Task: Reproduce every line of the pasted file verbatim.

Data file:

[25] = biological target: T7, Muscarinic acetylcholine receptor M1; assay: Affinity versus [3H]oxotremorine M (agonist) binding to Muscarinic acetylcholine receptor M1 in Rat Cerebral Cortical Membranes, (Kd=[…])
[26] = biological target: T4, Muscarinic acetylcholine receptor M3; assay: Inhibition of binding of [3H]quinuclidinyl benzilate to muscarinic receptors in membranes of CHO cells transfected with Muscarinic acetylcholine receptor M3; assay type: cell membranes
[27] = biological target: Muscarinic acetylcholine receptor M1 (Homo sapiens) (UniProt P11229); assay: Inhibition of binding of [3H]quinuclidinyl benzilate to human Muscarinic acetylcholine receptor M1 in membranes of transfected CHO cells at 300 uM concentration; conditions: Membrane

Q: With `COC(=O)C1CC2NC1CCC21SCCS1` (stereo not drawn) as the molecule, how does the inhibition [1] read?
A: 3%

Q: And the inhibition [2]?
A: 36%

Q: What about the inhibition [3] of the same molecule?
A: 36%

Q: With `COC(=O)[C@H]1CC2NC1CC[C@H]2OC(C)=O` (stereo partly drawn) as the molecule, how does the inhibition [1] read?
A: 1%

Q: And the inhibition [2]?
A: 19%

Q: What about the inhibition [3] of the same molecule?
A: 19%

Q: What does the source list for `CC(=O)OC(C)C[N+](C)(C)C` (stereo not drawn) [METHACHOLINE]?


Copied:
[25] = biological target: T7, Muscarinic acetylcholine receptor M1; assay: Affinity versus [3H]oxotremorine M (agonist) binding to Muscarinic acetylcholine receptor M1 in Rat Cerebral Cortical Membranes, (Kd=[…])
[26] = biological target: T4, Muscarinic acetylcholine receptor M3; assay: Inhibition of binding of [3H]quinuclidinyl benzilate to muscarinic receptors in membranes of CHO cells transfected with Muscarinic acetylcholine receptor M3; assay type: cell membranes
[27] = biological target: Muscarinic acetylcholine receptor M1 (Homo sapiens) (UniProt P11229); assay: Inhibition of binding of [3H]quinuclidinyl benzilate to human Muscarinic acetylcholine receptor M1 in membranes of transfected CHO cells at 300 uM concentration; conditions: Membrane

Q: With `COC(=O)C1CC2NC1CCC21SCCS1` (stereo not drawn) as the molecule, how does the inhibition [1] read?
A: 3%

Q: And the inhibition [2]?
A: 36%

Q: What about the inhibition [3] of the same molecule?
A: 36%

Q: With `COC(=O)[C@H]1CC2NC1CC[C@H]2OC(C)=O` (stereo partly drawn) as the molecule, how does the inhibition [1] read?
A: 1%

Q: And the inhibition [2]?
A: 19%

Q: What about the inhibition [3] of the same molecule?
A: 19%

Q: What does the source list for `CC(=O)OC(C)C[N+](C)(C)C` (stereo not drawn) [METHACHOLINE]?